Kick out your passengers fairly

Kick out your passengers fairly
By | 2018-01-17T16:17:40+01:00 April 28th, 2017|Categories: Math|Tags: , , |


At Coders Co. we make the world a better place by helping airlines to kick out their passengers in a fair way.

We all heard that using bad algorithms generates a very wrong kind of buzz on social media. Fortunately, it doesn’t have to be the case. In the following lines, we provide a solution and allow you to kick out your passengers truly randomly giving all the people the same chance to be kicked out. There is more: the algorithm can take into account exceptional cases — a wealthy client that just bought the ticket, a 150-kilo athlete that might not be too easy to drag — you only need to know where people that you make exceptions for sit.

We start with Figure 1 that shows a scheme of a typical plane with seats and rows. We assume you know the allocation of people. We first solve a couple of fairly simple cases to build up intuition and then present a more general solution. For now, we assume there are no exceptions and we will cover other cases later.

Figure 1. Typical plane scheme


Assume, that we checked in N people and we need to kick out k of them. The simplest case is if all our clients travel on their own. In that case, we can randomly pick k of them and that will be fair. For example, we can write down all the names of people and put them into a hat to draw similar to Figure 2.

Figure 2. Draw from a hat like this


Now suppose we also have some couples that travel together. For simplicity, assume that the total amount of checked-in passengers N=5 among them we have 3 individual passengers: A, B, and C; and a couple D and E. Suppose, we need to kick out k=2 persons. We assume that we only want to kick out D and E together since they are travelling together and we want to treat our customers well.

We can pick 2 persons from the individuals and there are 3 possible combinations: AB, AC and BC. Alternatively, we can kick the only natural couple we have DE. Now it is the time to write each of the possible pairs on a piece of paper and put it in the hat. The only thing is, to make sure that every person has the same chance to be picked, we need to put the pair DE to the hat twice. The reason is any other person except for D and E is a member of two possible combinations and will be in the hat on two pieces of paper. Therefore, the hat pieces of paper composition should be AB \times 1, AC \times 1, BC \times 1, DE \times 2.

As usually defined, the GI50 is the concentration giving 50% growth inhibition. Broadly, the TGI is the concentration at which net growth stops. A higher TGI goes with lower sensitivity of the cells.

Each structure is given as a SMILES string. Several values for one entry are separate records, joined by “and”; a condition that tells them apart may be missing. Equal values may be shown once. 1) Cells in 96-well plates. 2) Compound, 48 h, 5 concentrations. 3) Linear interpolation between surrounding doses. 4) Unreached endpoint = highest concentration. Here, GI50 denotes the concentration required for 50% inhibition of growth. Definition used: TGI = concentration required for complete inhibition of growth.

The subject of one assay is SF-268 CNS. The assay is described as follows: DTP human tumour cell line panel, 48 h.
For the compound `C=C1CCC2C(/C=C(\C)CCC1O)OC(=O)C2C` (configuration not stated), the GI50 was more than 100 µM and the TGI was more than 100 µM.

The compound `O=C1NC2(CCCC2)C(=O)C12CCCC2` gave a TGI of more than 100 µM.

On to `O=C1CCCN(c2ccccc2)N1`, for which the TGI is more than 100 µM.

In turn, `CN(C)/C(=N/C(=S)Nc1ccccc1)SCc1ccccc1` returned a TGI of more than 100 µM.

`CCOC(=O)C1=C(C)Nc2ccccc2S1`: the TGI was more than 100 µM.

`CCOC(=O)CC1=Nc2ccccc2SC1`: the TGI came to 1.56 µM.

Now, suppose there are N passengers that we checked-in, p couples and we need to kick 3 people. We can use a similar logic to solve this case. If we only pick from individuals, each of them can be a member of (N-p\times2-1)\times (N-p\times2-2) tripletons. On top of that, he can join one of the p couples to form a tripleton. As far as members of couples are concerned, they can make a tripleton with one of the (N-p\times2-1) individuals. Now, to make sure everybody has the same chance to be selected we need to balance the number of times tripletons are build from individuals with the number of times they are built from individuals and couples.

Suppose that each triplet constructed from individuals only is there once and the tripletons constructed from individuals and couples are there W times. Then, each individual is there

    \begin{equation*} (N-p\times2-1)\times (N-p\times2-2)+p\times W \:\: \text{times.} \end{equation*}

Whereas, each member of a couple is there

    \begin{equation*} N-p\times2-1\times W \:\: \text{times.} \end{equation*}

Now, to ensure that everybody has the same chance of being selected those two numbers should be the same. So we get

    \begin{equation*} (N-p\times2-1)\times W=(N-p\times2-1)\times (N-p\times2-2)+p\times W. \end{equation*}

putting things that contain W to the left-hand-side and the rest to the right-hand-side we obtain

    \begin{equation*} (N-p\times2-2)\times W = (N-p\times2-1)\times (N-p\times2-2) . \end{equation*}

Solving for W yields

    \begin{equation*} W = \frac{(N-p\times2-1)\times (N-p\times2-2)}{(N-p\times2-2) } . \end{equation*}


In general, if we have N checked-in passengers, p couples and k people to kick we can use a similar logic. There are only N-p\times2 individuals and each individual can be a part of N-p\times2-1 different pairs (he can make a pair with any other individual). Having said that, we also can consider cases 4 people travelling together (families with kids). Of course, if we want to exclude somebody from being drawn, we just not include this person to the list of checked-in passengers.

If you or your company struggles with a similar problem contact me or us at Coders Co. We might not help you kicking out your passengers, but we can develop software that picks them randomly in a fair way.